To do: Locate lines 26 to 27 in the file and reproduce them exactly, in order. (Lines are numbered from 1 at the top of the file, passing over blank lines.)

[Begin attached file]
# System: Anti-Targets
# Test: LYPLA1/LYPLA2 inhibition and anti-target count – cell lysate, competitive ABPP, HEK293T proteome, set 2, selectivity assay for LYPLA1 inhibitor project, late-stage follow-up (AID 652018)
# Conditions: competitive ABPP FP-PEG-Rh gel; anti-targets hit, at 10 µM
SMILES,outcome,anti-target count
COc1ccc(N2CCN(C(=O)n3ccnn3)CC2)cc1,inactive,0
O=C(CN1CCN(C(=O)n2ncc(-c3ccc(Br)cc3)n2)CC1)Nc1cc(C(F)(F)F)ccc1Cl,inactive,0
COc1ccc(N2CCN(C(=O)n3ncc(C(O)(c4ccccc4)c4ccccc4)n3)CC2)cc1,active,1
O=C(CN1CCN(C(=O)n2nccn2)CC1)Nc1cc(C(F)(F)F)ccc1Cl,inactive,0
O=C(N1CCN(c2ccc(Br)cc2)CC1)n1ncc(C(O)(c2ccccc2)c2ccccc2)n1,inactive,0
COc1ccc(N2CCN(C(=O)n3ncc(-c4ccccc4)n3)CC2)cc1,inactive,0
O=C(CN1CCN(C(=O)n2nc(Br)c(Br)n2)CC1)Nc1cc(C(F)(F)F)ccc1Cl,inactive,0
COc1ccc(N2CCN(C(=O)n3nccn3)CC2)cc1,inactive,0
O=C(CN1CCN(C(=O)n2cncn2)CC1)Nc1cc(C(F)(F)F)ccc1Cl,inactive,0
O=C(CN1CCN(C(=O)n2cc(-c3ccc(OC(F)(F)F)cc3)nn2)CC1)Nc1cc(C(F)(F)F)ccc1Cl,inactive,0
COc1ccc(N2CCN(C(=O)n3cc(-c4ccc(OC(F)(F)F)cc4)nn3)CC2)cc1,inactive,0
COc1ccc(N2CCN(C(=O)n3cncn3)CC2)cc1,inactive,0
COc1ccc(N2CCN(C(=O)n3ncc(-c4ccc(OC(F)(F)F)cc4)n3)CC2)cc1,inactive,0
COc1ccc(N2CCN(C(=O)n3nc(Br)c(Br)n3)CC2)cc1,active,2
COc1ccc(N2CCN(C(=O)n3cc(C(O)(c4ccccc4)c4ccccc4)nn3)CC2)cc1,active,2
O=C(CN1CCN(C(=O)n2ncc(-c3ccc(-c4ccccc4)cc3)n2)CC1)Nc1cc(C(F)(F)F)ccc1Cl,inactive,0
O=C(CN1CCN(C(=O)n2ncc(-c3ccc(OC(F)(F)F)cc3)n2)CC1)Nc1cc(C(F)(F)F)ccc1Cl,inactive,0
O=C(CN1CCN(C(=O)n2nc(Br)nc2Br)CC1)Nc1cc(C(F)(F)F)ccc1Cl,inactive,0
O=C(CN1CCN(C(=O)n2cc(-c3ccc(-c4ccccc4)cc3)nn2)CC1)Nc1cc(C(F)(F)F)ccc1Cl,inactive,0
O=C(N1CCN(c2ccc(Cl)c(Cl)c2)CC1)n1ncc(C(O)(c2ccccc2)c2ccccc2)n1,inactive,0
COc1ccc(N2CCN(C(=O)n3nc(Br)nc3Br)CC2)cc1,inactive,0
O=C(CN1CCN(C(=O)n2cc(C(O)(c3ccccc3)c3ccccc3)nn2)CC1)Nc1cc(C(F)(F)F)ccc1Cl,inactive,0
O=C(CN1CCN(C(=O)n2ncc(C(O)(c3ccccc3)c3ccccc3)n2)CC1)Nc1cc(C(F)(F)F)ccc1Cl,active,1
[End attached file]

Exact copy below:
O=C(CN1CCN(C(=O)n2cc(C(O)(c3ccccc3)c3ccccc3)nn2)CC1)Nc1cc(C(F)(F)F)ccc1Cl,inactive,0
O=C(CN1CCN(C(=O)n2ncc(C(O)(c3ccccc3)c3ccccc3)n2)CC1)Nc1cc(C(F)(F)F)ccc1Cl,active,1